Don't neglect your home's exterior, either. Photos of a neatly manicured front and back yard, junk-free patio, and well-maintained property will convey to online shoppers that your home is well valued and worth seeing in person.
If you want your listing to generate views, a virtual tour is a necessity. This now-standard marketing tool brings home more into focus, providing dimension to the online experience that a static image might lack. A buyer can see how your home flows as well as the greater detail of each room.
Take the virtual tour one step further and create a video walkthrough. Even more dynamic than a 3D tour, video projects the feeling of actually being in the house. Couple the interior production with drone footage of the home's exterior and you’ll have a highly marketable presentation.
The final aspect of your property's online listing is the descriptive copy you pair with its images and tours. And yes, prospective buyers do read the property descriptions. The story is imperative to keeping your audience’s attention.
The information you provide gives your home a greater context—in a sense, its story. Yes, just like a great movie. Share a narrative that outlines unique features, detail recent improvements, or specify the home’s particulars (such as the brand of appliances in the kitchen).
The key to crafting good copy is making it accurate, clear, easy to read, and free of errors (grammatical and spelling). Your words should paint a vivid picture for the reader, filling in the blanks that photographs and virtual tours don't readily provide. It doesn't need to be fancy to be effective, but it should be well-written.
Similar to the evolution of the virtual tour, advertising on social media platforms once stood out as a curiosity. Today, marketing your home on digital platforms such as Facebook and Instagram is equally as important as your house showing up on MLS, Zillow, and Trulia.
What effectively amounts to a virtual billboard for your home, at a basic level, social networks are structured to provide advertisers with a vast audience. However, the most successful social media campaigns—which include pictures of your home and links to its online listings—harness the power of a platform's user data.
For example, by creating a Facebook Ad, you tap into Facebook's vast collection of user data. You then target your ads directly to the buyers most likely to show an interest in your home based on demographics, geography, income, lifestyle, and interests.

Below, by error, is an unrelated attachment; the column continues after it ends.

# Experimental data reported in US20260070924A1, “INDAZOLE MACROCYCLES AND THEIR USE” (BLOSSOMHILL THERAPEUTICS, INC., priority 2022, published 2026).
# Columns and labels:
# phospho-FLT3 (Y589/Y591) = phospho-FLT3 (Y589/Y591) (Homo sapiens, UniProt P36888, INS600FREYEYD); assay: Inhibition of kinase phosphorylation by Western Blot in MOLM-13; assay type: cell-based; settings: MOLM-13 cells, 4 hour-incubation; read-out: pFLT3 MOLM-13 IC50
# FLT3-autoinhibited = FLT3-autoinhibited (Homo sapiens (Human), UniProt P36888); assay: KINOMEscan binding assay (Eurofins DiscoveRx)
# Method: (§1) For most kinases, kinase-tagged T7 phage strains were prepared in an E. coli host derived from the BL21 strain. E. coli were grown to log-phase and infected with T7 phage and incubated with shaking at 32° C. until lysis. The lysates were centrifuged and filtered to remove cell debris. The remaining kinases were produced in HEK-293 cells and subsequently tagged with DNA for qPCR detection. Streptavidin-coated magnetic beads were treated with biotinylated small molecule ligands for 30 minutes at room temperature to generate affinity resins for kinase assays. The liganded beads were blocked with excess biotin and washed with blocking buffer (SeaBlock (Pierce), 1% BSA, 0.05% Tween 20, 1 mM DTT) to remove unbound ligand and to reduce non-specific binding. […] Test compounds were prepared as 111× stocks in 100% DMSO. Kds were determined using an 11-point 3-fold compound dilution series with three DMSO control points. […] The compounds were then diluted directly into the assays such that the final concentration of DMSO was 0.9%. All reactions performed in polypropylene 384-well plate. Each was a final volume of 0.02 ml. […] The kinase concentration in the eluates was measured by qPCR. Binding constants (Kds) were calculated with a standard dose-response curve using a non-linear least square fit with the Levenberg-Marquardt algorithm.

Again, having a real estate agent who understands social media marketing is a huge benefit. They'll know how to create campaigns with high ROIs and put highly motivated and qualified buyers at your doorstep.
Most often reserved for grand homes or luxury estates with a high wow factor—and even higher price tag—a dedicated property site works as an extension of your other marketing efforts.
The solo website allows you space to tell your home's story. The compelling copy and high-quality imagery are unbound by the limits posed on standard listing services. You can also frame the house in far greater detail—pictures and virtual tours featuring more of the home and its environment than the abbreviated versions offered elsewhere.
You can use the site to connect with serious buyers who appreciate the use of direct channels for discussing property and transaction details.
There may be additional costs involved in setting up your stand-alone site, and a savvy agent will assist you in defining the particulars, including giving the website maximum exposure.
Finally, while it might seem decidedly old school, email remains one of the top methods for digitally communicating information. After all, it's available on every single electronic device we own—laptops, tablets, smartphones, even watches.
Your first inclination might be to send information to friends, family, and cohorts after a listing goes live. A better strategy is to build an email list before your home hits the open market.
In the early stages of prepping your home to sell, create either a presale dedicated property website or a stand-alone landing page. This will serve as your email collection point. Include the site link in presale social media marketing campaigns.
When interested parties arrive at your home's website or landing page, invite them to leave their email address for further information and updates for when your property officially hits the market.
This allows you to identify genuinely interested buyers—those who took action to seek out more information on the property sale. Email marketing techniques are highly beneficial if you are looking to move one or more investment properties.